Last week, Justin Trudeau’s government tried to stop Ontario Superior Court Justice Edward Belobaba from issuing a ruling promised for February 15, 2017 on the liability of Canada for Ontario Indigenous children’s loss of cultural identity during the Sixties Scoop.
The Sixties Scoop era from 1965 to1984 placed 16,000 indigenous children from Indian-reserves in Settler foster homes. Plaintiffs in the $1.3 billion lawsuit claims that the Settler government’s foster care policy harmed children’s identity.
In response, the federal Justice Department letter last week to Justice Belobaba said Canada “would like to address the timing of the release of your decision on the summary judgment motion, given the Minister of Indigenous and Northern Affairs Canada’s stated intent to launch negotiations towards an agreement in principle to all Sixties Scoop litigation and the potential benefits to the negotiations that an abeyance of your decision might have.” The Trudeau government’s Indigenous Affairs Minister Carolyn Bennett Carolyn offered to negotiate an out-of-court settlement process for the Sixties Scoop she called a “dark and painful” chapter in Canada’s history.
In other words, please don’t throw the colour-of-law at something Canada can keep hidden in the dark — as painful as that chapter might be in the history of Canada’s treatment of indigenous children.
In December 2016 Trudeau’s government claimed that determinants of aboriginal culture or identity were too vague to render any protection obligation on the part of Canada legally enforceable. Canada admitted in government arguments that at-risk children likely suffered harm from loss of their indigenous identities. However, the government argued against their complicity in harming children’s identity because it had no “duty of care” toward indigenous children. Provincial confidentiality provisions prevented disclosure of the identities of a child’s biological parents who were usually Status Indians under federal authority.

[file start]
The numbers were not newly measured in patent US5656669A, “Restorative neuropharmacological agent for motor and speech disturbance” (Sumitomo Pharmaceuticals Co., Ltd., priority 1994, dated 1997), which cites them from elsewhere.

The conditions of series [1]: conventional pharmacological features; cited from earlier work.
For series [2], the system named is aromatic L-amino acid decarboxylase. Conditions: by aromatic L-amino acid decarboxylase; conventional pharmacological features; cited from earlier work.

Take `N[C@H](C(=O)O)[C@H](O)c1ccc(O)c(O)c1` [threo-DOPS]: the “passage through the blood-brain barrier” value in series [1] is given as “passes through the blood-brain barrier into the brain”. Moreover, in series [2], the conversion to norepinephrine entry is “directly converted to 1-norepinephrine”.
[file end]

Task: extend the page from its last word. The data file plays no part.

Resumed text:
In the context of the Sixties Scoop legal and social norms were still evolving and that the consequences of “transracial” adoptions were not well understood — the “we-didn’t-know” argument used by Canada’s lawyers.
Plaintiff, Marcia Brown Martel, said Canada knew about the emotional trauma that was happening to the children placed with non-indigenous families. A member of the Temagami First Nation near Kirkland Lake, Ont., 53-year-old Brown Martel was adopted at the age of nine in 1972 by a non-indigenous couple. She claims that she discovered the Canadian government had declared her original Indigenous identity dead.
The connection between trauma and foster care is not new. In the documentary, No Turning Back (NFB 1996), the Royal Commission on Aboriginal Peoples heard testimony from Indigenous inmates that foster care brutality criminalized them — something that didn’t happen when they were in foster care with native families where cultural identity was supported. Foster care “killed the Indian in the child” in ways similar to Indian Residential School (IRS) system.
Clearly, the Sixties Scoop is a legacy of Canada’s IRS policy that former Prime Minister Stephen Harper admitted in the 2008 Statement of Apology to former students of Indian Residential Schools, on behalf of the Government of Canada was used “to kill the Indian in the child”. So, there are two prime ministers in a row that admitted Canadian complicity in cultural genocide that began with the IRS policy, leads to the Sixties Scoop policy, and even continues today in current problems in Ontario’s foster care system.